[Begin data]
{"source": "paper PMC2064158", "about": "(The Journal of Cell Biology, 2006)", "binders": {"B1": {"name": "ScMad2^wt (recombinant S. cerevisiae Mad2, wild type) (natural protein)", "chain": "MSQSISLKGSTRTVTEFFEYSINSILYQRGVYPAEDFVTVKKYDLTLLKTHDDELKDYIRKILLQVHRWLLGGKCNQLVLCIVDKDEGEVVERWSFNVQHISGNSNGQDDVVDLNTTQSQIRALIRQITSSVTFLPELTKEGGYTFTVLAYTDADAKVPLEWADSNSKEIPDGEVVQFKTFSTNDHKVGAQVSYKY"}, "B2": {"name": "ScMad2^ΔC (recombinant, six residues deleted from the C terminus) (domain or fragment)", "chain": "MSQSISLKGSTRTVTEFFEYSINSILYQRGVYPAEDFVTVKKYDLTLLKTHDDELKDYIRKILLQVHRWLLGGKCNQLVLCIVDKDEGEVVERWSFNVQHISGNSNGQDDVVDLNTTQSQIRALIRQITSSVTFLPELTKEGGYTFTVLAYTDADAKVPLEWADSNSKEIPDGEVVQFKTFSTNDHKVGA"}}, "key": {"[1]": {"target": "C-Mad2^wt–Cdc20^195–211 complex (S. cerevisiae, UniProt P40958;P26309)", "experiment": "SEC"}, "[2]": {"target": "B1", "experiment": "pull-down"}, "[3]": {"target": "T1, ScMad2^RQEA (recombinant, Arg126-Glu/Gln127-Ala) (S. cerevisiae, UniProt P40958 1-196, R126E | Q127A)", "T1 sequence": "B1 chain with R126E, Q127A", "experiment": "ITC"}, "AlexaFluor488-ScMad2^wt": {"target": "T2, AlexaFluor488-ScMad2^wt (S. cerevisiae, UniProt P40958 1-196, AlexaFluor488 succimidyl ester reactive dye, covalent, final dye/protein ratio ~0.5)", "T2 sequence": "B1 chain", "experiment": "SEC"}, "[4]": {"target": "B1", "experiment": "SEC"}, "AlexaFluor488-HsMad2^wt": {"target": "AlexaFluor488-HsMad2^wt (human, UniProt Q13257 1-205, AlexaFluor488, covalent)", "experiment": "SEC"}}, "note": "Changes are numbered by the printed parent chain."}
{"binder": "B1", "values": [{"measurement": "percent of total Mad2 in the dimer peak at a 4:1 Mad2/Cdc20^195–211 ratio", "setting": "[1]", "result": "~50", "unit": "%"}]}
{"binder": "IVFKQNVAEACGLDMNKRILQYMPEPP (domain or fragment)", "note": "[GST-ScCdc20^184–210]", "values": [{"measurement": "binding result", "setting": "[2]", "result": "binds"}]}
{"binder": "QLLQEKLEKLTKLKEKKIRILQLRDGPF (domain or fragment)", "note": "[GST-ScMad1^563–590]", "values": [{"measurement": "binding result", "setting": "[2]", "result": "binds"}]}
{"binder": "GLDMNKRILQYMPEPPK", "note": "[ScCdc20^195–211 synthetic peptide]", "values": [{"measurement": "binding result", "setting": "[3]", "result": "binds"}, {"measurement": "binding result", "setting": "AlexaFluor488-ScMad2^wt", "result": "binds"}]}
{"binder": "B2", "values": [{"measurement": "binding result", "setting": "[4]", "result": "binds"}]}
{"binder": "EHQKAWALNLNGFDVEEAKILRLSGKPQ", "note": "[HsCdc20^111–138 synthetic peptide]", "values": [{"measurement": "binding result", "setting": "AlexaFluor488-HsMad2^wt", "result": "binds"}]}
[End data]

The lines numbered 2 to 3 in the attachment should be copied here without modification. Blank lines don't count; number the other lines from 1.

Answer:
{"binder": "B1", "values": [{"measurement": "percent of total Mad2 in the dimer peak at a 4:1 Mad2/Cdc20^195–211 ratio", "setting": "[1]", "result": "~50", "unit": "%"}]}
{"binder": "IVFKQNVAEACGLDMNKRILQYMPEPP (domain or fragment)", "note": "[GST-ScCdc20^184–210]", "values": [{"measurement": "binding result", "setting": "[2]", "result": "binds"}]}